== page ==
Gourmet Crow, or Wearing a Different Hat
Gourmet Crow, or Wearing a Different Hat
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Whatever new awaits you, begin it here. In an entirely reimagined Jira.
First Hat - "Sherpa"While I was working at Shopify, one area on which I focused was product quality. The good news was that there were (and still are) tons and tons of automated tests for the system. What I felt needed improvement, though, was a more widespread application of testing practices to ensure that the system worked as intended beyond a superficial run on a developer's laptop.
This differentiation is likely why people like Michael Bolton prefer to use the term " check" rather than test, because " testing" is a very different activity. Using that terminology, my view at the time was that Shopify had plenty of checks but not enough testing.
Like any large system, there were defects and my position was that the group needed to improve their testing skills in order to prevent more defects from making it to production.
Second Hat - "Merchant"Then something rather funny happened. After I left Shopify and rejoined the consulting world, I decided to use my own Shopify store as the platform for my services and some fun Agile swag ideas in The Agile Store. I was no longer viewing the system from the perspective of an insider who knew about the defects, but rather as a customer working with the product.
In 2 weeks of setting up and tweaking my store, I believe I encountered one single "glitch" that I barely even noticed and easily worked around. Even my critical eye was surprised at how smoothly it all worked. That isn't to say that the software is perfect - I know that by entering boundary or out of range values in some places I can cause some errors - but in everyday use from the perspective of a consumer of the software, it works not just fine but quite well indeed.
It was a good lesson on the need to balance striving for perfection from a development perspective vs. striving for the best customer experience from a business perspective.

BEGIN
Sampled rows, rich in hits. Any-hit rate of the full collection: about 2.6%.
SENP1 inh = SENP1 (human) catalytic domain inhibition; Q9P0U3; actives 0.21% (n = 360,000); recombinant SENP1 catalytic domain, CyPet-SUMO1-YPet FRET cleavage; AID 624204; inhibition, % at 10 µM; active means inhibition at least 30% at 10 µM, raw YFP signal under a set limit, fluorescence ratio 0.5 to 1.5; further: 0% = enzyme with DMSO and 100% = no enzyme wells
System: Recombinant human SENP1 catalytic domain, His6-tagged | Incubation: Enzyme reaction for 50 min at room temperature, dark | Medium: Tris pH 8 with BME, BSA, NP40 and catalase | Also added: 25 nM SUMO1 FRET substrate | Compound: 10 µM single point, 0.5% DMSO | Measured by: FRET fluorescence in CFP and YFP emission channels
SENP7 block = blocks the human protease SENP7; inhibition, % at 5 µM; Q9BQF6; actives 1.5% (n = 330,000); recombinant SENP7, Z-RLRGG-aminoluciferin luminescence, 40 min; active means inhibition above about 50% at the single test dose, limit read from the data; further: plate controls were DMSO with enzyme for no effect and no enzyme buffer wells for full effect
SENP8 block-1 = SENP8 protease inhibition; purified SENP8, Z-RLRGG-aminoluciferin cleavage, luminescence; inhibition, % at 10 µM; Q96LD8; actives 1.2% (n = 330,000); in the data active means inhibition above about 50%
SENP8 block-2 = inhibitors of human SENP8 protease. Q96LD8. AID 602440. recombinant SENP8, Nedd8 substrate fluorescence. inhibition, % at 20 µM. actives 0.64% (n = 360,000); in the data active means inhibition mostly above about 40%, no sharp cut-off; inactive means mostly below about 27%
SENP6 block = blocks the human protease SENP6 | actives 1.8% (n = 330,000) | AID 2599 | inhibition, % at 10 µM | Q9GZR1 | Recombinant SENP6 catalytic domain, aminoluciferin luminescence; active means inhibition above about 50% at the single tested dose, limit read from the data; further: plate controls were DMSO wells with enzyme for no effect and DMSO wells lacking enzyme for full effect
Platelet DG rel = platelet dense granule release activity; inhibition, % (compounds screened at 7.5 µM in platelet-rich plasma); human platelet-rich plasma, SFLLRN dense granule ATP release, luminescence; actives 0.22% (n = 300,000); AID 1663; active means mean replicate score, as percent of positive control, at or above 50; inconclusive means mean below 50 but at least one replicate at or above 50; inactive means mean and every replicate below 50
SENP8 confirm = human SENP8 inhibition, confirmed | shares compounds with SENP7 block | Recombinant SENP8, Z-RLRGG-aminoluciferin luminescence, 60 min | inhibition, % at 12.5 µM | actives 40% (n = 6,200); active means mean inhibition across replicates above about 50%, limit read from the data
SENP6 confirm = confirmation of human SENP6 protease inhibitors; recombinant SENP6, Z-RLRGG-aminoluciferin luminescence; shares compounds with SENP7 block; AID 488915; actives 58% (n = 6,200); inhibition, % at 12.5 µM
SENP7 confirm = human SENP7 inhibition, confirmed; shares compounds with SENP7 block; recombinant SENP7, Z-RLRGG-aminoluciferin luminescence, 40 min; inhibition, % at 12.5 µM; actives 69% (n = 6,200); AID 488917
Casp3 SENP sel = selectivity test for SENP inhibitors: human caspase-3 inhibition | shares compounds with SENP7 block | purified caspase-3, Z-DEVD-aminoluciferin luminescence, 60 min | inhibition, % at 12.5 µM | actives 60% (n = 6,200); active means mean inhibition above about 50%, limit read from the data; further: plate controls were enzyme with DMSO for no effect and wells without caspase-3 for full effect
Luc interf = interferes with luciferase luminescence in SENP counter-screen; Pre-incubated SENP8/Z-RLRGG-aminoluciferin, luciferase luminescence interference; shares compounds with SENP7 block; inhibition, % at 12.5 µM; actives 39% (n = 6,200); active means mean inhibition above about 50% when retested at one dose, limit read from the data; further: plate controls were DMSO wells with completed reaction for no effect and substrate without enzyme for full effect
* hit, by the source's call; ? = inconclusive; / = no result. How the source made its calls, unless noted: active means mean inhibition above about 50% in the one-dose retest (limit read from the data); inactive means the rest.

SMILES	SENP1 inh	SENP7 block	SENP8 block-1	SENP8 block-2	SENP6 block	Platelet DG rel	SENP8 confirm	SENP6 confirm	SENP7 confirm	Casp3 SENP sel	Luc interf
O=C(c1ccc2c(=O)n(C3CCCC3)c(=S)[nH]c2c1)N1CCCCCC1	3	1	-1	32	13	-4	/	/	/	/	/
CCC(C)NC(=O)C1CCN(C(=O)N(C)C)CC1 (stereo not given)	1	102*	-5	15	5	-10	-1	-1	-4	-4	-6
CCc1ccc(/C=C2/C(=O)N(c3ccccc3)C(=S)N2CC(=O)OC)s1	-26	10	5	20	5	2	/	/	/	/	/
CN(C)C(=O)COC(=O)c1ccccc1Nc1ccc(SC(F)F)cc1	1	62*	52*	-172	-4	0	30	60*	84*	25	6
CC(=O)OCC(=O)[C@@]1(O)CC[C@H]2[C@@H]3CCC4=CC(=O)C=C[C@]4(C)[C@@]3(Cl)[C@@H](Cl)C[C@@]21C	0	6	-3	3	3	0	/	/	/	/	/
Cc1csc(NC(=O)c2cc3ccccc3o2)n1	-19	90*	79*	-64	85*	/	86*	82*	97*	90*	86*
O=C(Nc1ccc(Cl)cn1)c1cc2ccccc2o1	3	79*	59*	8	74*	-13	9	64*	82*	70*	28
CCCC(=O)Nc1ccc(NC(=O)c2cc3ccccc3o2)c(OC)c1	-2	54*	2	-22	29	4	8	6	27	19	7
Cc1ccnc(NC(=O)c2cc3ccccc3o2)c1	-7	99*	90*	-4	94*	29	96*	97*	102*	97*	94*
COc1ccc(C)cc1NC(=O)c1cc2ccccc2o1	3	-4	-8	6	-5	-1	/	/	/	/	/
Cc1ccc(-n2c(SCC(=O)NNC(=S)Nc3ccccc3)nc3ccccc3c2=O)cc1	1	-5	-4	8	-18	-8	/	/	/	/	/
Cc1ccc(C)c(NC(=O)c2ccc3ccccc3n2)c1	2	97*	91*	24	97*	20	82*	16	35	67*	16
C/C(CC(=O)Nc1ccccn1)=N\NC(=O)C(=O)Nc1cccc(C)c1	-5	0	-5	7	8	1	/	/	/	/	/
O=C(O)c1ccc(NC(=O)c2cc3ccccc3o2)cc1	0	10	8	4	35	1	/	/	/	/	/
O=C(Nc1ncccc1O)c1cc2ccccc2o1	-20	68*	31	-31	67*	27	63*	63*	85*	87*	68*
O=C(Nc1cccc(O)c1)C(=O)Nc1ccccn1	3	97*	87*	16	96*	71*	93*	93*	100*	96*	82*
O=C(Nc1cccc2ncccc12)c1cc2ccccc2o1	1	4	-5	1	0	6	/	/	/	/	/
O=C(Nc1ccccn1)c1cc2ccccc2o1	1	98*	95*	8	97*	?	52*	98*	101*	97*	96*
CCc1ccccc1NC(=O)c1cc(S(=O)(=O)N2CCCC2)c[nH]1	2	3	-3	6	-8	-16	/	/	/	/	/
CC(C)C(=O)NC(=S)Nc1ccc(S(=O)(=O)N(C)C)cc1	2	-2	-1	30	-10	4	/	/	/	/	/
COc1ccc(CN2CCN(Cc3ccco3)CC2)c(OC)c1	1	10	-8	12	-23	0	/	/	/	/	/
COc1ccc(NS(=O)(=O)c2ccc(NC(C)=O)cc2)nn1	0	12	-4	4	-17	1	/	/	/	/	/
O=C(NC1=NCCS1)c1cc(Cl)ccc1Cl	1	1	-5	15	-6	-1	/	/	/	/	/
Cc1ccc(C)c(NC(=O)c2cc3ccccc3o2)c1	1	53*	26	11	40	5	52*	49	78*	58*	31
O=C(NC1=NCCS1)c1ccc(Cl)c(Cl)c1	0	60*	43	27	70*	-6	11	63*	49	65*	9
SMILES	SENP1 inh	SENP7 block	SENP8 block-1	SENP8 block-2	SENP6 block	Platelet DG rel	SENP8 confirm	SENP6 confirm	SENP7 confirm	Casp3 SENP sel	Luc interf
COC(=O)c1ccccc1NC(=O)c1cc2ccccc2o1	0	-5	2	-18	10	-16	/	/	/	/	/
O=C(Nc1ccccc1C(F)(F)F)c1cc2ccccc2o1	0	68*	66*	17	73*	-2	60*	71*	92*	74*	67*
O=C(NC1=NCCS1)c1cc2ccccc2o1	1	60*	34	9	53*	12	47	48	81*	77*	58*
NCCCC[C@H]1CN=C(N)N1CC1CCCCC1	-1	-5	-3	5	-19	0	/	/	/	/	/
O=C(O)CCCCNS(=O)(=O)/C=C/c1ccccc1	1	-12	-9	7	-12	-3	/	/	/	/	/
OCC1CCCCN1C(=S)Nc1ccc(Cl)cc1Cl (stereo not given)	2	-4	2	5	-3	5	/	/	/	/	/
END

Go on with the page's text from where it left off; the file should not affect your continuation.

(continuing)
Of course, you have to determine the optimum balance for your particular domain. For example, it's tax season, and let's think about the tax return preparation software you use. Imagine that it has a defect that only occurs under very specific circumstances of income and family size, etc., and it leads you to believe that you're going to receive a generous refund. You happily submit your return and await that nice fat cheque! Except the software was wrong and you actually owe money, so you could be charged interest and possibly penalties. Not only that, the information submitted by the faulty tax return software tweaked something that triggered an audit by your tax authority.
That would likely be considered a suboptimal customer experience, to say the least.
There are domains and circumstances where we can put up with plenty of defects and just keep going. If a game crashes, we likely just start over. If we really like the game, our tolerance of defects is much greater.
And there's always the good old standby of the air traffic control system. Not only does the customer experience have to be good, i.e. the air traffic controllers can easily understand what they see and make appropriate inputs, but the defect level of the software has to be extremely low.
So, have the discussion about the level of tolerance of defects within your domain. At the same time, strive for the best possible software. Even after my experience as a consumer, I would still advocate for better testing. The trick is finding the sweet spot between perfect software and what allows the business to grow sustainably. I still maintain that we can drive software defects to near-zero levels at a reasonable cost, but perhaps my lesson in this case has tempered the passion with which I convey that message.
Oh, and does anyone have any wine pairing suggestions for crow?
Published at DZone with permission of Dave Rooney , DZone MVB. See the original article here.
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